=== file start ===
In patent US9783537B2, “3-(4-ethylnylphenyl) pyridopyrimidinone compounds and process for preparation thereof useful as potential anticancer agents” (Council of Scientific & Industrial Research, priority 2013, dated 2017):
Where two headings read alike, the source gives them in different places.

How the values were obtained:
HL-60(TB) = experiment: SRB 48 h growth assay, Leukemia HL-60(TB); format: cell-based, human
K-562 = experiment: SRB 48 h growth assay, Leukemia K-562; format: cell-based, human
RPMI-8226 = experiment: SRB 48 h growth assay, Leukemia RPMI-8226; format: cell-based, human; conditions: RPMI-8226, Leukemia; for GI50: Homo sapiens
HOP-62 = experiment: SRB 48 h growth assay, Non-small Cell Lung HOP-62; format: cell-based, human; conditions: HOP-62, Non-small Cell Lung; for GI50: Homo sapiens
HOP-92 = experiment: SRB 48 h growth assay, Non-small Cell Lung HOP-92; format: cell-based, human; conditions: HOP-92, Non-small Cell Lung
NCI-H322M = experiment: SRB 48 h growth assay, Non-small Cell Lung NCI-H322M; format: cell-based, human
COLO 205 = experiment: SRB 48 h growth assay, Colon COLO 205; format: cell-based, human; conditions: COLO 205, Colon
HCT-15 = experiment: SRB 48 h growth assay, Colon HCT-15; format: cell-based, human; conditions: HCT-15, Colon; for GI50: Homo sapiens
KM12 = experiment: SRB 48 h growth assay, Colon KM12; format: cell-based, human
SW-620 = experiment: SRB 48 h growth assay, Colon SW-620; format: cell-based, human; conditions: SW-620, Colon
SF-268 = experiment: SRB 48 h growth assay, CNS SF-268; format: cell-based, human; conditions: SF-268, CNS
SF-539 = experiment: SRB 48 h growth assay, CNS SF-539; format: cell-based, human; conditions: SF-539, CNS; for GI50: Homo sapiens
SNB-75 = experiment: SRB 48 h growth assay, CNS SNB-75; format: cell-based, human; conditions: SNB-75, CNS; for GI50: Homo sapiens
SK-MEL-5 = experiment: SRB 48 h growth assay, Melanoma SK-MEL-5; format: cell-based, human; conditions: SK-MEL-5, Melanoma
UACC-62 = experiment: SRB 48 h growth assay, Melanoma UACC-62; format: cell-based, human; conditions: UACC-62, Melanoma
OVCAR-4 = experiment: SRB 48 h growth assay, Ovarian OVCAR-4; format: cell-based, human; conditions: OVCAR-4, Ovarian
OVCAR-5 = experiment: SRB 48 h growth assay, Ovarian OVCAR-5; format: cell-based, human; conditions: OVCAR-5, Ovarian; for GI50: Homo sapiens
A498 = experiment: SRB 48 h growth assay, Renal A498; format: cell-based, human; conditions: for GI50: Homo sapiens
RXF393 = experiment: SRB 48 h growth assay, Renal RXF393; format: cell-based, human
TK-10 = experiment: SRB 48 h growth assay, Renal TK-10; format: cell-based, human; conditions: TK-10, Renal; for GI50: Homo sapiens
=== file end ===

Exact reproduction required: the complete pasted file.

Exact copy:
In patent US9783537B2, “3-(4-ethylnylphenyl) pyridopyrimidinone compounds and process for preparation thereof useful as potential anticancer agents” (Council of Scientific & Industrial Research, priority 2013, dated 2017):
Where two headings read alike, the source gives them in different places.

How the values were obtained:
HL-60(TB) = experiment: SRB 48 h growth assay, Leukemia HL-60(TB); format: cell-based, human
K-562 = experiment: SRB 48 h growth assay, Leukemia K-562; format: cell-based, human
RPMI-8226 = experiment: SRB 48 h growth assay, Leukemia RPMI-8226; format: cell-based, human; conditions: RPMI-8226, Leukemia; for GI50: Homo sapiens
HOP-62 = experiment: SRB 48 h growth assay, Non-small Cell Lung HOP-62; format: cell-based, human; conditions: HOP-62, Non-small Cell Lung; for GI50: Homo sapiens
HOP-92 = experiment: SRB 48 h growth assay, Non-small Cell Lung HOP-92; format: cell-based, human; conditions: HOP-92, Non-small Cell Lung
NCI-H322M = experiment: SRB 48 h growth assay, Non-small Cell Lung NCI-H322M; format: cell-based, human
COLO 205 = experiment: SRB 48 h growth assay, Colon COLO 205; format: cell-based, human; conditions: COLO 205, Colon
HCT-15 = experiment: SRB 48 h growth assay, Colon HCT-15; format: cell-based, human; conditions: HCT-15, Colon; for GI50: Homo sapiens
KM12 = experiment: SRB 48 h growth assay, Colon KM12; format: cell-based, human
SW-620 = experiment: SRB 48 h growth assay, Colon SW-620; format: cell-based, human; conditions: SW-620, Colon
SF-268 = experiment: SRB 48 h growth assay, CNS SF-268; format: cell-based, human; conditions: SF-268, CNS
SF-539 = experiment: SRB 48 h growth assay, CNS SF-539; format: cell-based, human; conditions: SF-539, CNS; for GI50: Homo sapiens
SNB-75 = experiment: SRB 48 h growth assay, CNS SNB-75; format: cell-based, human; conditions: SNB-75, CNS; for GI50: Homo sapiens
SK-MEL-5 = experiment: SRB 48 h growth assay, Melanoma SK-MEL-5; format: cell-based, human; conditions: SK-MEL-5, Melanoma
UACC-62 = experiment: SRB 48 h growth assay, Melanoma UACC-62; format: cell-based, human; conditions: UACC-62, Melanoma
OVCAR-4 = experiment: SRB 48 h growth assay, Ovarian OVCAR-4; format: cell-based, human; conditions: OVCAR-4, Ovarian
OVCAR-5 = experiment: SRB 48 h growth assay, Ovarian OVCAR-5; format: cell-based, human; conditions: OVCAR-5, Ovarian; for GI50: Homo sapiens
A498 = experiment: SRB 48 h growth assay, Renal A498; format: cell-based, human; conditions: for GI50: Homo sapiens
RXF393 = experiment: SRB 48 h growth assay, Renal RXF393; format: cell-based, human
TK-10 = experiment: SRB 48 h growth assay, Renal TK-10; format: cell-based, human; conditions: TK-10, Renal; for GI50: Homo sapiens